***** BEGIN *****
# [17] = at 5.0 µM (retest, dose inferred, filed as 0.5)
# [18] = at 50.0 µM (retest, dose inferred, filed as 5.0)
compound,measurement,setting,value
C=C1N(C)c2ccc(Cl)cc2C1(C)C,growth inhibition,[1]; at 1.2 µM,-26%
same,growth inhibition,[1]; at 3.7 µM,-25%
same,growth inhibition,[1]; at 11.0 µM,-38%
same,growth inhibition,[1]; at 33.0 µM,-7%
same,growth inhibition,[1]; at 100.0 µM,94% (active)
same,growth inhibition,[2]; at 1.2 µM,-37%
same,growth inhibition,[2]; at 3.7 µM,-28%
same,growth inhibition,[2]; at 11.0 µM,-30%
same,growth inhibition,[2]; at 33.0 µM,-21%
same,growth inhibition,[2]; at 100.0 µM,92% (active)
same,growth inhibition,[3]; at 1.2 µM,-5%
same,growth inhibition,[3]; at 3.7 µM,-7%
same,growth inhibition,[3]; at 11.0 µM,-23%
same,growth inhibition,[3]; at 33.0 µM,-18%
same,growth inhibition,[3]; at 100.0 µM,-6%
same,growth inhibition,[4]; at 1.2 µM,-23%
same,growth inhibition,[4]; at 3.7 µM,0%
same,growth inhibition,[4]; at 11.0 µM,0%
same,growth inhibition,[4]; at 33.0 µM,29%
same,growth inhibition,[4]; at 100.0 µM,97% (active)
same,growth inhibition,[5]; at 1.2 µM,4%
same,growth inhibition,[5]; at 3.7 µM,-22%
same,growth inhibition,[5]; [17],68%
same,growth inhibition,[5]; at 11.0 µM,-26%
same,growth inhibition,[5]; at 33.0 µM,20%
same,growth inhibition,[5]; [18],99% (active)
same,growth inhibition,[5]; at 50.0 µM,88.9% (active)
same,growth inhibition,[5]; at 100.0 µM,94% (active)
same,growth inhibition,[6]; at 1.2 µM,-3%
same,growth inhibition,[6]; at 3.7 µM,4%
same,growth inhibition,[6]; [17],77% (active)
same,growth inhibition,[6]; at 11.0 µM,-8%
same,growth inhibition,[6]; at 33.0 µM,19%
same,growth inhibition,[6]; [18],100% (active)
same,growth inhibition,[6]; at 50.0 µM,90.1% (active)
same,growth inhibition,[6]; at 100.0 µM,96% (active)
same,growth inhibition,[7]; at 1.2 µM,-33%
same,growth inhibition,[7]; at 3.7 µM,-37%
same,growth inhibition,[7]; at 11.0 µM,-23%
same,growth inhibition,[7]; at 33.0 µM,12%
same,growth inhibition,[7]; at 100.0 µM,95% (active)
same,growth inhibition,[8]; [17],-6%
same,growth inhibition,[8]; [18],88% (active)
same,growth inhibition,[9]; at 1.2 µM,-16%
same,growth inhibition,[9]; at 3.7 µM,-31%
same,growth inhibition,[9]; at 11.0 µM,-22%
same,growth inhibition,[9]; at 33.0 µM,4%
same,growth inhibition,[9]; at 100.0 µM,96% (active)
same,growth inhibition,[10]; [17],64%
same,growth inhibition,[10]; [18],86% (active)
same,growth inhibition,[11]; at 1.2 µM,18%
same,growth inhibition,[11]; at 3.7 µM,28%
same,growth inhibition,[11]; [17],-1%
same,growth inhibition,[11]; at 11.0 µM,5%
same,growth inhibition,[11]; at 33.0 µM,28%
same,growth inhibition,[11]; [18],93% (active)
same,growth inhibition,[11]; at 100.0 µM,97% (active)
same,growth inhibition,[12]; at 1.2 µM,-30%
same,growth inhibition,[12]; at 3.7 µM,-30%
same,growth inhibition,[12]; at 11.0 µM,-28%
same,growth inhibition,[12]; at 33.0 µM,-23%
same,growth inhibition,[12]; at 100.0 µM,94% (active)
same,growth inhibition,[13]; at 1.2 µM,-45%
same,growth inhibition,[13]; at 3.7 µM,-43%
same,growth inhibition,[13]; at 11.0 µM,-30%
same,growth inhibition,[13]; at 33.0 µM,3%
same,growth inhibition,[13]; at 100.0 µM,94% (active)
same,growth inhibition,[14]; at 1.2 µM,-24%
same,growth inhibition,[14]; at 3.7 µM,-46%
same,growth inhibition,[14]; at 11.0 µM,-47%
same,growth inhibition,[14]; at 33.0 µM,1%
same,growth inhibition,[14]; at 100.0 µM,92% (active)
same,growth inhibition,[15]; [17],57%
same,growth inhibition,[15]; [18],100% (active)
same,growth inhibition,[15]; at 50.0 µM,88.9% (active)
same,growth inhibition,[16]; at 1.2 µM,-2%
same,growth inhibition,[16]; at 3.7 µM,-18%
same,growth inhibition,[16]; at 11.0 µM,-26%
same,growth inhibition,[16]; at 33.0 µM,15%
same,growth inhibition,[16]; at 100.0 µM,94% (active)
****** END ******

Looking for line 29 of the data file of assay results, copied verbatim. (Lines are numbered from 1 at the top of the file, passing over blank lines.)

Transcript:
same,growth inhibition,[5]; [18],99% (active)